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Personal Archeology

June 13, 2014

Last weekend I went on journey of personal archeology - deep into a prism of my (and my wife’s) past. It was especially difficult to get started, and, like all of these missions, it had its challenging moments. But the struggle paid off - if in unexpected ways. And I moved my agenda forward, manifesting my personal myth and ideology.

You see, out in the garage there was a couple broken down boxes filled to the brim with cassette tapes. Spanning from the mid ‘80s to the late ‘90s, there were tapes of all kinds, about a hundred and fifty commercially released albums. Another fifty or so were homemade - carefully recorded from the vinyl or even off the FM radio. Remember that? Album Rock? Then you’re old!

There were some mix tapes, mostly my wife’s, so many were not labeled in any discernible fashion. A lot of tapes were completely unlabeled, and of course there was a ton of empty and unlabeled boxes. I spent most of the time sorting out the ones I could read and finding a box for it and checking that each box had the right tape in it, and locating the correct tape when it almost never did. Oh man, there’s a Beastie Boys one with a cool cardboard box that opens on the end - where’s the tape? Still missing, damn! That’s one I could have sold on eBay! S thinks it may still be in the player in the old Volvo I traded to get my piano fixed.

There’s around a hundred I classified as “demos or keepsakes”, from my mother-in-law’s band Nzinga’s Daughters, to random demos from friends and old bands . . . who remembers Slashappy? Some of the latest - must be from the late ‘90s, are a couple G. Love and Special Sauce rough mix cassettes from Longview Farms, the beautiful farmhouse studio where we worked on a few records. They must be from the Philadelphonic sessions because by the time we did the Electric Mile there, I remember I had my DAT machine with me.

Note that this does not include my four-tracks - they’re all in another box, down in the basement with the Tascam, in the “old gear” pile. Some day I will subject everyone to the horrors contained in those . . . soon, soon, but not today. This day I am sorting and organizing, transforming what was basically a box of garbage, into a library of the music from my youth. And more-organized garbage. And mementos that are now somewhat sorted and labeled, but will still probably never be listened too.

A quick perusal of eBay leads me to believe that none of these have much value. It seems that metal albums on cassette sometimes sell for a bit, but our catalog of mostly “alternative” (or whatever that early ‘90s sound is called today) and classic rock - Todd Rundgren anybody? Yea, they don’t seem to be worth the trouble of listing. Plus there’s S who’s like “Don’t sell my Jane’s Addiction tapes . . . “ Alas, there’s the box, but the tape? Long gone, likely left in a boom box in San Francisco.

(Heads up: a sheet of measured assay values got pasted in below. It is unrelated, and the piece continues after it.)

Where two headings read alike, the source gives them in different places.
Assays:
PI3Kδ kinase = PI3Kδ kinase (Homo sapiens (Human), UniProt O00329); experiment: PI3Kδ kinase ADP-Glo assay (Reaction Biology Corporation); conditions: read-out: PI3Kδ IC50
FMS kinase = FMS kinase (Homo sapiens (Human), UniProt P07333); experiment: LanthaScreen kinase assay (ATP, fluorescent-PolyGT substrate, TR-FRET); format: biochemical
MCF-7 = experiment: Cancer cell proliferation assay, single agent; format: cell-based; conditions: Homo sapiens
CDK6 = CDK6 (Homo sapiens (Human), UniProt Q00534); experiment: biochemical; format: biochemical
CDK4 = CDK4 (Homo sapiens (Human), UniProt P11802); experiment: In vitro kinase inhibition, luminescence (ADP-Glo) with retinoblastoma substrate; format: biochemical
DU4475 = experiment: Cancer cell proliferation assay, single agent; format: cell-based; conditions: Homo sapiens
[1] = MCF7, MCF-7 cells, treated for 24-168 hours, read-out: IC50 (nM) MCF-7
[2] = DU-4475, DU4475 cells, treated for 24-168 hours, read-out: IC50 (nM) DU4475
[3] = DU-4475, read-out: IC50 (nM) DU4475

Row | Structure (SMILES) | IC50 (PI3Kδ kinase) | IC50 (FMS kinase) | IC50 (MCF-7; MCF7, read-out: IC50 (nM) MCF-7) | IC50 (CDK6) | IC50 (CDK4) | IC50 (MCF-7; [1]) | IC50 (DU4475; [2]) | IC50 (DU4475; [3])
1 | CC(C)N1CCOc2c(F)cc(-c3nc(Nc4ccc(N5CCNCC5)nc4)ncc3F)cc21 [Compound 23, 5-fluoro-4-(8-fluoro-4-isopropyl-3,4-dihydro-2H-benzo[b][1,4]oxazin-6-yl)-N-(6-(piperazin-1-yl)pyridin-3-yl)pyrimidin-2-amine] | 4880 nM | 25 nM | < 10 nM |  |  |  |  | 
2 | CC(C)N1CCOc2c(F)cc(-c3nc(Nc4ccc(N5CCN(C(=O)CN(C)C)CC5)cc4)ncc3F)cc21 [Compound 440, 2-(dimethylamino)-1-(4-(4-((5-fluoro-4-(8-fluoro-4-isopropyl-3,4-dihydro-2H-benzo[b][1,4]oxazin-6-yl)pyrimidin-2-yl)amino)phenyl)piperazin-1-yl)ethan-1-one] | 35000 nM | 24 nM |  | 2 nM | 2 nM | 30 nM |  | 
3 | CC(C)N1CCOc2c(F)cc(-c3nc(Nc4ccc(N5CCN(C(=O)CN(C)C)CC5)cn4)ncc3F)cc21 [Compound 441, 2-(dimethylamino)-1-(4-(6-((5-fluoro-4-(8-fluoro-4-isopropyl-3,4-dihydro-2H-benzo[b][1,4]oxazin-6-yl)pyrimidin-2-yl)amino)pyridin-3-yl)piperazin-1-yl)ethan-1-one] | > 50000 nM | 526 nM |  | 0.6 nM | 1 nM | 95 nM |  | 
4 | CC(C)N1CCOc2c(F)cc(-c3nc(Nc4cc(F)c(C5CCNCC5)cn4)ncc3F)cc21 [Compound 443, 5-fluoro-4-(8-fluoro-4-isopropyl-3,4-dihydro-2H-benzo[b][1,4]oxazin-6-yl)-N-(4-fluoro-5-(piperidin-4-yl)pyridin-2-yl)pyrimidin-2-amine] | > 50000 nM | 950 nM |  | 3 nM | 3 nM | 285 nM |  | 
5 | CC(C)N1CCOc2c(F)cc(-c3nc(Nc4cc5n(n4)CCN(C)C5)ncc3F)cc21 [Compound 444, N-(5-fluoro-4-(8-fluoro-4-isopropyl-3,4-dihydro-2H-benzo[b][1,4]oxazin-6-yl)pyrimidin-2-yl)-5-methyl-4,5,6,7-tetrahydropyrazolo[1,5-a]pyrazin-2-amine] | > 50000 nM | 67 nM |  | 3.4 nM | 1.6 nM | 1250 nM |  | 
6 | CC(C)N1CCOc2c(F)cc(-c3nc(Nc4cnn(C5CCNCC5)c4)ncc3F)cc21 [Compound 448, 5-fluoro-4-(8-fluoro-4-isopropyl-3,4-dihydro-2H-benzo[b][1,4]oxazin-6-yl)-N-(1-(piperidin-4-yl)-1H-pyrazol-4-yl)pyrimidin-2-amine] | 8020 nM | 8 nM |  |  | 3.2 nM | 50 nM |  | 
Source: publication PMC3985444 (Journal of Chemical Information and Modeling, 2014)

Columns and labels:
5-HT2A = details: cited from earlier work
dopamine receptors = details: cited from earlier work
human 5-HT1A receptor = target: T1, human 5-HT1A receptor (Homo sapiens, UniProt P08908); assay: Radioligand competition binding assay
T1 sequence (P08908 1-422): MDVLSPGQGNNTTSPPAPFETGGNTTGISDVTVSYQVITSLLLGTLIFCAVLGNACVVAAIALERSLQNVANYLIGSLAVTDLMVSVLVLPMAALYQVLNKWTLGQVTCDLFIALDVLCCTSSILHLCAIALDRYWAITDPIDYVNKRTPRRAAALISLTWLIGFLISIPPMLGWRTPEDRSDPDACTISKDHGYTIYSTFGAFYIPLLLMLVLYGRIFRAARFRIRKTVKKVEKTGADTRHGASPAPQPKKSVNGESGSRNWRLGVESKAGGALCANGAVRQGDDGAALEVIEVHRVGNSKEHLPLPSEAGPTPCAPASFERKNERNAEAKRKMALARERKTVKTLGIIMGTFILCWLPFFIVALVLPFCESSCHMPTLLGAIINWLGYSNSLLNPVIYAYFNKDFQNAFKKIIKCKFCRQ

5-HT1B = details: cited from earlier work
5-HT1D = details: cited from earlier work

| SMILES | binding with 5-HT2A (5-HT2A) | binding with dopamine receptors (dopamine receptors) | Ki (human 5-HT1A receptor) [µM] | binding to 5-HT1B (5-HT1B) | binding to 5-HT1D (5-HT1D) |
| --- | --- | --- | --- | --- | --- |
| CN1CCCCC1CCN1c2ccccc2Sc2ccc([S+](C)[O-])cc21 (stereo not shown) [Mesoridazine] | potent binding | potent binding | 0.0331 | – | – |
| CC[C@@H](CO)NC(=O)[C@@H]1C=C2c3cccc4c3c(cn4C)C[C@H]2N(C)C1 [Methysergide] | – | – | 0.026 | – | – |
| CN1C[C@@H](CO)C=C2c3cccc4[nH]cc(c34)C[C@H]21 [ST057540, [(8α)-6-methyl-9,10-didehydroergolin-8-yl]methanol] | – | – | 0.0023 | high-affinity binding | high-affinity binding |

The important thing is that they are out of my way in the garage, and this will inspire me to get rid of or at least organize some more crap. See, I’m a functional hoarder, I can’t part with anything. My grandmother was pretty bad, but she lived through the depression, so had an excuses. I struggle in our throw-away society.

The worst are the cool boxes that Macs come in. I have a couple of those - I always thought, you know, I would store the computer in there later (it’s really in the pile with the other banged up laptops), or that I would make the box into a cary case (it’s really not as durable as it seems), then finally I would make it into a diorama (fat chance!) I might appear to be pious to say I won’t throw it away because of the environmentally damaging plastics, but then it will be thrown away one day when I’m gone. Unless I make it into a diorama, then of course it will be in a museum for eternity.

Anyhow, small steps. Even though I could only bear to throw away a few cassettes and the broken plastic, the whole process did lead me to start cleaning out under the stairs in the basement. I filled the recycling bin with broken down boxes. Boom! Vacuumed up a layer of dust even. I created a clean and welcoming path for Chi flow down to the laboratory.

And I now have 99 cassettes I can listen to on the boom box in the kitchen. Wow, I haven’t listened to a whole album by The Cure in a while! The other side is a band from Boston called the Lyres. Remember them? Now I’m thinking I’ll have to get out my Barrence Whitfield and the Savages vinyls.

Portland, the rain is reprising slightly.


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